I am a big believer in keeping horses in work if they can and want to. It does help keep them young and healthy. Yes the level and intensity of work many decrease, but the challenge is still present. Sonny has watched all the others go to the arena and work. He decided he was done missing out. Now he will join the work list. For all of us it was the most heartwarming moment to see him go out in the turn out and show off his "saddle mark."

Thursday, February 5, 2015

Moon Craziness

We can always tell when a full moon is coming by seeing the crazy acts start happening. Winston gets hungry and cranky. Rosemary gets frisky and Dottie gets a lighter step. The Red boys play rougher, hence the new bites on Roscoe. DaVinci gets hyper aware. It can even make people have some craziness too.
Love seeing the horses all together, just missing the red boys for obvious reasons. Sonny is deciding which grey boy to push around. The girls push him around and the grey boys push the girls around. No one reigns supreme here.
5 out of 7 making a great herd
I rode Roscoe in the time approaching a full moon. He was a bit distracted, so I decided to to throw something new at him. I did say people can be crazy to :) Roscoe was introduced to my little friends, right spur and left spur. The spursuaders were in the car, so I just used the inch nub ones already in the barn. I still carried the whip as my gas pedal. Roscoe did not react badly to the spurs. I engaged them to get him to bend. It was very cool to apply the spurs and have him immediately give me a correct bend through his body. He seemed surprised his body reacted that way. It seriously helped to focus him. When he showed he would not overreact, I used the spurs to get him to step under on a small circle. That exercise moved from the arena to the trail where I circled him around trees. Roscoe learned to not worry about what Comrade was doing and to just focus on what I was asking. I love having a new tool to help grow his skills and our partnership.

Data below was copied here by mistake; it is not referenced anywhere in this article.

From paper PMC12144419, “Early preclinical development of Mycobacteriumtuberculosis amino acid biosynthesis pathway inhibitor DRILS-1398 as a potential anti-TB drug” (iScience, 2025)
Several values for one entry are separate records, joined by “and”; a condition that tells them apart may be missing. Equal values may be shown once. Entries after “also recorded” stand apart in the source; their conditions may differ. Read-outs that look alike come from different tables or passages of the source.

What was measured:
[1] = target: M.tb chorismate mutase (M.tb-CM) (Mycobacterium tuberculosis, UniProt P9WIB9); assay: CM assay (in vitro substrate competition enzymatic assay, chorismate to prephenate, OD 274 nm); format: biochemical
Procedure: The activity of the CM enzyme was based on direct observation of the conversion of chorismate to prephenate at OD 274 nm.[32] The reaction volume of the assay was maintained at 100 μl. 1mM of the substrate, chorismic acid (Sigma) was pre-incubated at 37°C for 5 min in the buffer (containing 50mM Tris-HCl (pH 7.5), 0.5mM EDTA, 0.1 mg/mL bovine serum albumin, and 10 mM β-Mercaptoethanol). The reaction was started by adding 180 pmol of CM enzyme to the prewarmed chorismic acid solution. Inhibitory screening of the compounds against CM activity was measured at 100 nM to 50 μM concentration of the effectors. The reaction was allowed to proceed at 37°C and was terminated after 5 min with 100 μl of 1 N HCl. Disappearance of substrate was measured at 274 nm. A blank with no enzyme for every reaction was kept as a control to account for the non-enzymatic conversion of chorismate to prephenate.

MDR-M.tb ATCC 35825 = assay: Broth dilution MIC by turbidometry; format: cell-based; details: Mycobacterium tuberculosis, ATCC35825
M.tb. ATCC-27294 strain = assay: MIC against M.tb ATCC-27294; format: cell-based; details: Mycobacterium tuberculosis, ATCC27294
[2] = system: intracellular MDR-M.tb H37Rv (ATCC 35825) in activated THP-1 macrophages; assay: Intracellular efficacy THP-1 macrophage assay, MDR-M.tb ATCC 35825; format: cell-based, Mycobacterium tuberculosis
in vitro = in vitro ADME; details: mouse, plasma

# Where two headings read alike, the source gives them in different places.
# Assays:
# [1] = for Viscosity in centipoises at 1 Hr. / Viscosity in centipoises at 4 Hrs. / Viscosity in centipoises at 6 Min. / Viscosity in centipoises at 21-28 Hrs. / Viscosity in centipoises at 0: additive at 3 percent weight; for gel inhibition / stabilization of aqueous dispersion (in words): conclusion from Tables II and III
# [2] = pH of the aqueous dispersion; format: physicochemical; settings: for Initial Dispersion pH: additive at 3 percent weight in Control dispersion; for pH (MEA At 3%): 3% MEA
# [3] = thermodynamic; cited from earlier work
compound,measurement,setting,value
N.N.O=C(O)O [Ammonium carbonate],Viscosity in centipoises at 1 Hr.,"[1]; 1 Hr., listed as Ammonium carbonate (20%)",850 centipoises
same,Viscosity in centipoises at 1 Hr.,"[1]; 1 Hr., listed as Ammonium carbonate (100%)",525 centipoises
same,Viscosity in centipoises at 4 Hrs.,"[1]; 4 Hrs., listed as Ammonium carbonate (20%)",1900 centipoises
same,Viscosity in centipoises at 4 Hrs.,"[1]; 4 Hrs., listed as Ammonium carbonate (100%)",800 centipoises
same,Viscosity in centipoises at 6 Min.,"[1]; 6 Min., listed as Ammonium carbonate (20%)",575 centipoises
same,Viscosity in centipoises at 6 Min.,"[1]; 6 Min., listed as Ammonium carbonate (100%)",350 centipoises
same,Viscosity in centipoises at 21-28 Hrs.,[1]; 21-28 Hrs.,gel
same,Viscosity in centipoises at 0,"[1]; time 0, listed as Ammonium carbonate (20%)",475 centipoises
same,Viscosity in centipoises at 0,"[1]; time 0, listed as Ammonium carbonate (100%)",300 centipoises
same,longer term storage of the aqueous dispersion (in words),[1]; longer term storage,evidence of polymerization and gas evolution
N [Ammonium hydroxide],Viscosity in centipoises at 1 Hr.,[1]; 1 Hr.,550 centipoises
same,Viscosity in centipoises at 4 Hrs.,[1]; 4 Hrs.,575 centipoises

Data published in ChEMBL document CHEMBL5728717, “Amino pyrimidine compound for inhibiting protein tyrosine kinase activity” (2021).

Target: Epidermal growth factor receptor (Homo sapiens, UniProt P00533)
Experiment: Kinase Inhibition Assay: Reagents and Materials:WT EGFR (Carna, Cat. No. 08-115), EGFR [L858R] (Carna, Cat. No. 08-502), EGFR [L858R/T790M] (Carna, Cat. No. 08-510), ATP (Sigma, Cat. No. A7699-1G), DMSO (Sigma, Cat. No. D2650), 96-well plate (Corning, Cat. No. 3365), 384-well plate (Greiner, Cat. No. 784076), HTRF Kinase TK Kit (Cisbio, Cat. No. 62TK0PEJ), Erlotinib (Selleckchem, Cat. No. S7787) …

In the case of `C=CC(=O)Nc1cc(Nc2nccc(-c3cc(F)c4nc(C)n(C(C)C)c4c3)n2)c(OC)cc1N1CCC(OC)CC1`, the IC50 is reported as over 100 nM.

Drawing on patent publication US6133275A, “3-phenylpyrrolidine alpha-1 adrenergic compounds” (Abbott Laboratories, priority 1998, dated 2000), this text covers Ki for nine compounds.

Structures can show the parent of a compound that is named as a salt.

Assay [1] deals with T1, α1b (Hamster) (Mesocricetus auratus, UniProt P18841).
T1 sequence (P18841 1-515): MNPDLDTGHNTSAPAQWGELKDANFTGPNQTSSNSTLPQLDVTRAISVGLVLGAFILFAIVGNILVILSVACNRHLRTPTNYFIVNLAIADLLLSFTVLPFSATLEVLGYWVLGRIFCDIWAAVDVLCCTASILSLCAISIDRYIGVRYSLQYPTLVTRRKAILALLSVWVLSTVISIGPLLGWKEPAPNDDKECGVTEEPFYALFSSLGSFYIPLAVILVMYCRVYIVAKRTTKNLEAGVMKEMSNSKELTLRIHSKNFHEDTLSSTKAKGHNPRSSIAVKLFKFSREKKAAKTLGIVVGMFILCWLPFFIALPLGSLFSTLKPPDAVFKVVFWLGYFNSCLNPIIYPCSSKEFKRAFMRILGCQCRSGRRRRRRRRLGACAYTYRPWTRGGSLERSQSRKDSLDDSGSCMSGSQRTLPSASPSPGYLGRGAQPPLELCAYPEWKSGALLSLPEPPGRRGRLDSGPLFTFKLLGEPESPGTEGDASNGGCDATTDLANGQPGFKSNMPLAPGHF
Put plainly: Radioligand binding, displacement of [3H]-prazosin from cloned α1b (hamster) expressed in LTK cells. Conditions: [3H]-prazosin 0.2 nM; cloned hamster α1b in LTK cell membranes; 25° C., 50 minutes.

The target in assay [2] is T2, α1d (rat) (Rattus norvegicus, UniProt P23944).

A few days later with a full moon shining, I walked into the barn to find a stall full of horses. Larry had given Sonny his candy hay and dinner and left the door open to the girls and grey boys. He told me Rosemary had gone into the stall. When I looked, not only was Rosemary there but Dottie and Winston's front half too. The girls had chased out Sonny. Then Winston pushed the girls back to get to the candy hay. I had to chase them all out and get Sonny back in. Not easy at all. Once I did that, I decided to ride Rosemary. I bundled up and put her quarter sheet on. Unfortunately, we found that the arena was way too hard. I walked around, but there was no hope.
My intrepid steed
Determined to ride after a rough work day, I pointed Rosemary towards the woods. The moon was so bright, the trail was pretty well lit. Rosemary was awesome and just marched along. She did look sideways at the barrel jump, but had no extreme reaction. It was a crazy idea that turned out to be one of the most enjoyable rides I have had. If you ever have a safe chance to ride by moon light, do it.

Last night Rosemary fell victim to Winston's jaws. He gets aggressive when hungry and the moon make him ravenous. Mom came in to find a huge hole down to the fur in Rosemary's 100gr blanket. The one blanket I can't find a replacement for, figures. This is a few weeks after he ripped a massive tear in same blanket of DaVinci's. I swear the next full moon I am putting a muzzle on him to protect blankets. We had to order liners to use under sheets to replace the damaged blankets. Luckily Schneider's has them on sale.

I hope the moon craziness is over for this time and will go better next. Anyone else notice changes in their equines in the light of a full moon?